"The Olympic games represents a unique context for athletes. It is the pinnacle of their sporting careers.

Not every athlete is carrying the hopes of their nation, but there is always pressure to perform on the world stage - the faith, funding, and hopes of all those who have supported athletes can weigh heavily for those who strive to do their best during what can be a few seconds every four years. That pressure looks and feels different for every athlete.

Whilst some people, including many of the world's best athletes, thrive in pressure situations, others may not. Some athletes will benefit from bespoke psychological support to prepare for and manage the pressure that comes with career-defining competitions.

Sports psychology is not a new tool, but it is still under-used by many athletes and organisations. This is not typically because it isn't valued. Funding is tight and physical preparation, understandably, is often prioritised. But those working in sport psychology can and often are employed to great effect as part of a team of technical coaches, strength and conditioning experts, and nutritionists to help athletes perform optimally when it matters most.

How we help athletes depends on their needs and their short-, medium-, and long-term goals. I work with individuals, teams, coaches, and organisations to both maintain and optimise performance. I start with considering what peak performance preparation looks like for each athlete or team and go from there to develop a considered and actionable plan. This may include considering things like psychological load, rest and recovery, stress and anxiety management, managing setbacks, and coping under pressure.

We can help athletes learn how to cope effectively, deal with disappointment, and, importantly when you think of heptathletes or swimmers competing day after day across multiple events, recover during often short windows of time at major competitions."

Sport is tough, and always will be

"Living with both winning and losing can be challenging for athletes and coaches, so effective support is essential, particularly in the build-up and aftermath of competition.

We've seen more and more athletes, like Adam Peaty and Naomi Osaka, take breaks at the top of their game. The reality here is that sport can be an extremely tough arena to work and compete in. There will always be a focus on winning; this is what drives competition and competitive spirit. But with recent attention being paid to athlete welfare, it is becoming more widely accepted that sports psychology needs to be a mainstay in athlete support provision.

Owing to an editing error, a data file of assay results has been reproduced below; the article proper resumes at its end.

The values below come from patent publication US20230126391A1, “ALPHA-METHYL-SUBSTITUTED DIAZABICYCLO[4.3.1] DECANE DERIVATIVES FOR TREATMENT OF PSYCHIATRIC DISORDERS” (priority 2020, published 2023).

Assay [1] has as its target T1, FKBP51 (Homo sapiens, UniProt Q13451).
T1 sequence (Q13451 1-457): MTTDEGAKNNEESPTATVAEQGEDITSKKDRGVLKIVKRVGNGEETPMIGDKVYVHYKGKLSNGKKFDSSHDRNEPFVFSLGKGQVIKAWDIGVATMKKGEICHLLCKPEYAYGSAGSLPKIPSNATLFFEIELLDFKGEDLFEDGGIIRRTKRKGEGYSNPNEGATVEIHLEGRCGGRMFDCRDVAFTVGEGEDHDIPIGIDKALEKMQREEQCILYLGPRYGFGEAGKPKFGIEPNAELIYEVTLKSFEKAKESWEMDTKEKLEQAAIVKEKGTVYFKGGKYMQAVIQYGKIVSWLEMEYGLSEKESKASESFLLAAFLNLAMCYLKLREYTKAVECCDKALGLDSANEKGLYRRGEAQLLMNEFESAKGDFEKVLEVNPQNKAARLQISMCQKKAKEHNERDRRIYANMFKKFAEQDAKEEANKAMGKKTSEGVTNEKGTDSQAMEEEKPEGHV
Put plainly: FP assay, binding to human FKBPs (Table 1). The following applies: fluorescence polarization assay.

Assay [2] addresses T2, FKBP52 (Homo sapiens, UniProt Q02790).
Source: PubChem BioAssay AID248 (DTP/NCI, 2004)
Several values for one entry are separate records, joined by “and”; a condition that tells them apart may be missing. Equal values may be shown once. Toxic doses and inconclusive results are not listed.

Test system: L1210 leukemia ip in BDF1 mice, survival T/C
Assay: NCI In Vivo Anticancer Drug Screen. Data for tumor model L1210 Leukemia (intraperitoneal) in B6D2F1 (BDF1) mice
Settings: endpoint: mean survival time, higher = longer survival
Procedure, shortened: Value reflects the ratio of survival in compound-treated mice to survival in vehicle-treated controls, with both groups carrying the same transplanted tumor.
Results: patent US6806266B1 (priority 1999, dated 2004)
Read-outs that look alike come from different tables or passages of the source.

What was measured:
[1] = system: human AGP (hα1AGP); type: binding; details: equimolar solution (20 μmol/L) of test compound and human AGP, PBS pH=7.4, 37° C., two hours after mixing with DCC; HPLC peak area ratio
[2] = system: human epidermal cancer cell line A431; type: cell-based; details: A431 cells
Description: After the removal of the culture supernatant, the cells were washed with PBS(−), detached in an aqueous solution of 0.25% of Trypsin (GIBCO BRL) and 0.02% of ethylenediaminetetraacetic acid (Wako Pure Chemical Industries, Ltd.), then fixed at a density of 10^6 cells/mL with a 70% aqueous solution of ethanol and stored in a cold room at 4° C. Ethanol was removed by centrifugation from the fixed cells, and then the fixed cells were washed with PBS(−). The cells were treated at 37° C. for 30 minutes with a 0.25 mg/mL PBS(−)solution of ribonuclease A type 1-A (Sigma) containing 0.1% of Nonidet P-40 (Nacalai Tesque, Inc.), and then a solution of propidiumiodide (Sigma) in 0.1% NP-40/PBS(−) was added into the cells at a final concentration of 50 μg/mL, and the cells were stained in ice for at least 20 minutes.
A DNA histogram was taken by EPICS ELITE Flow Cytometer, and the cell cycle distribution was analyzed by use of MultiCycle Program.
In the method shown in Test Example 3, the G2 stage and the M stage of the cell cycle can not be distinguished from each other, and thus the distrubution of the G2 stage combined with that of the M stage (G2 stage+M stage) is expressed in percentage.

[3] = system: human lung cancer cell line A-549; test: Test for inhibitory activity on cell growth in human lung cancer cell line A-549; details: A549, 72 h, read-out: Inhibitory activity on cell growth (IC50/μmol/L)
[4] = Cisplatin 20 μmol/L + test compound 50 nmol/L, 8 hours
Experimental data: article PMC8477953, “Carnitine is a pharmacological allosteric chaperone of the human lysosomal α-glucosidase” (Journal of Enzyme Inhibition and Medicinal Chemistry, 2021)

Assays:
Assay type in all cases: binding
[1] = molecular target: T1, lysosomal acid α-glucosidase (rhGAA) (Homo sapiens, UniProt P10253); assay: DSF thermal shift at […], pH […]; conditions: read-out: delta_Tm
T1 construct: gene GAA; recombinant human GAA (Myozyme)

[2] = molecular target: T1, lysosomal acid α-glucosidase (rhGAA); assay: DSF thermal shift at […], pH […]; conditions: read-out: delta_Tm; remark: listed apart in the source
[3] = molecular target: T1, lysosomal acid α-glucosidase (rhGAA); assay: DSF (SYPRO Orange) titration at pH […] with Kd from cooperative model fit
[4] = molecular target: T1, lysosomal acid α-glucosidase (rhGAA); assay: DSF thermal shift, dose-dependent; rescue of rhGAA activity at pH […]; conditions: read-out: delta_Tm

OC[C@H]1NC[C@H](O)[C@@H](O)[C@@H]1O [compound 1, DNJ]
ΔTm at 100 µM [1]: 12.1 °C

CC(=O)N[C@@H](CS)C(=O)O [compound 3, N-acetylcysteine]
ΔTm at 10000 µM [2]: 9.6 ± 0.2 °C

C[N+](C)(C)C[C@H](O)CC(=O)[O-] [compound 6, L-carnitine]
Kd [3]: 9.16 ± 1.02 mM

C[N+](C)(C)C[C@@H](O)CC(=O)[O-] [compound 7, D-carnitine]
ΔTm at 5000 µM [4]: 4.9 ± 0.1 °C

My career researching athlete welfare using theories of psychological stress, including applied research with athletes, has demonstrated the importance of athletes talking about wellbeing and their mental health where they feel safe and comfortable to do so.

Whether they do it publicly like Adam and Naomi, or within their professional circles, talking is important and helps to raise awareness. This is the first step in most change and optimisation. Once individuals working in organisations are aware of athlete wellbeing and mental health, they can then take steps to protect and promote welfare."

Living well despite the pressure

"Sport psychology research has shifted strongly in recent years towards positive psychology and, in doing so, is starting to move away from a focus on stress. The focus in some of our research in the Carnegie School of Sport is to understand what it means for athletes and coaches, for example, to live well despite the pressures of sport. Our extensive research on athlete and coach welfare includes deep dive explorations of what wellbeing means to athletes and coaches.

What we have learnt from this work is that it's important for individuals to feel heard and valued, and that maintaining wellbeing needs to be a joint effort between individuals, their support network, and the organisations that they work with.

That's why we strive not just to work with athletes, but those around them as well. Support staff, coaches and family - they can all play a positive role in the wider team effort to support athletes through the pressure they'll face in Paris."

Learn more about the research, teaching, and publications of Dr Faye Didymus.

'The Olympians' airs on Wednesday 17 July at 17:45 on Eurosport.

Dr Faye Didymus

Reader / Carnegie School Of Sport

Faye is Reader in sport and exercise psychology. She is chair of the Association for Applied Sport Psychology's Research Development Committee, a fellow of the Higher Education Academy, and a BASES Accredited Sport and Exercise Scientist.

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